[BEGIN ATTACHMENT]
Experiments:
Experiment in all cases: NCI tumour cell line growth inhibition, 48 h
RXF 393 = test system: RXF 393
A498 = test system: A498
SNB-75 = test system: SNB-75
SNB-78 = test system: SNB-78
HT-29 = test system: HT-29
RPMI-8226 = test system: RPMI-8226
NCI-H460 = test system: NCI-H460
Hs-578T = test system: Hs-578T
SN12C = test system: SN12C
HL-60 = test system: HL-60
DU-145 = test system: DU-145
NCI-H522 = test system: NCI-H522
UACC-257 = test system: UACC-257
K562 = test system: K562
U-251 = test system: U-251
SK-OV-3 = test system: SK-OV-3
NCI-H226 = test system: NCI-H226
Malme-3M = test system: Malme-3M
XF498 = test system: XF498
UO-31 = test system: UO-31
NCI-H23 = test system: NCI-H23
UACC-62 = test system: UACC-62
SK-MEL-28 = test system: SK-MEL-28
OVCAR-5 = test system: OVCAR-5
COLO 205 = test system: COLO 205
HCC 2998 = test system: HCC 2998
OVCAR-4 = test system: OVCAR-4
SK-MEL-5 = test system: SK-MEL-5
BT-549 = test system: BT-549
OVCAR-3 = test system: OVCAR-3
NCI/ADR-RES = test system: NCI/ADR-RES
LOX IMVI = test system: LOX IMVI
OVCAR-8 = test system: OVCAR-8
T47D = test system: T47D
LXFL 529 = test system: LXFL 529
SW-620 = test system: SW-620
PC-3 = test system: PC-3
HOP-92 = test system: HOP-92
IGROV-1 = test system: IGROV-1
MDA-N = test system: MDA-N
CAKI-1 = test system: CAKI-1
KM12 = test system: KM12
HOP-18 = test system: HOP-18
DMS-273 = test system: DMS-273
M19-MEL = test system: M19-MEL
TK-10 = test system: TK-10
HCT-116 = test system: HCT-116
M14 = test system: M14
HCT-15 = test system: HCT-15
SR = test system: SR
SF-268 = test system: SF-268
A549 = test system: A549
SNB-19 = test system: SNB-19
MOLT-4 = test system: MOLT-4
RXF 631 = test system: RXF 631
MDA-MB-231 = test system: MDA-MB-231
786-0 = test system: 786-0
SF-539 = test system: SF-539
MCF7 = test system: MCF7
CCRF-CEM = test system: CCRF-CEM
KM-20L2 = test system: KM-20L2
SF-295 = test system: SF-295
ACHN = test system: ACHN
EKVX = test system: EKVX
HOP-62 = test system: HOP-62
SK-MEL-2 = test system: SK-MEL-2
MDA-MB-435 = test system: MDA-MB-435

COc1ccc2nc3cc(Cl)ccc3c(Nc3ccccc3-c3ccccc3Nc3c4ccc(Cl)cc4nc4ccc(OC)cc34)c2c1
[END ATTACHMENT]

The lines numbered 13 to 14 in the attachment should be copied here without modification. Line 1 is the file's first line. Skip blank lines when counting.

DU-145 = test system: DU-145
NCI-H522 = test system: NCI-H522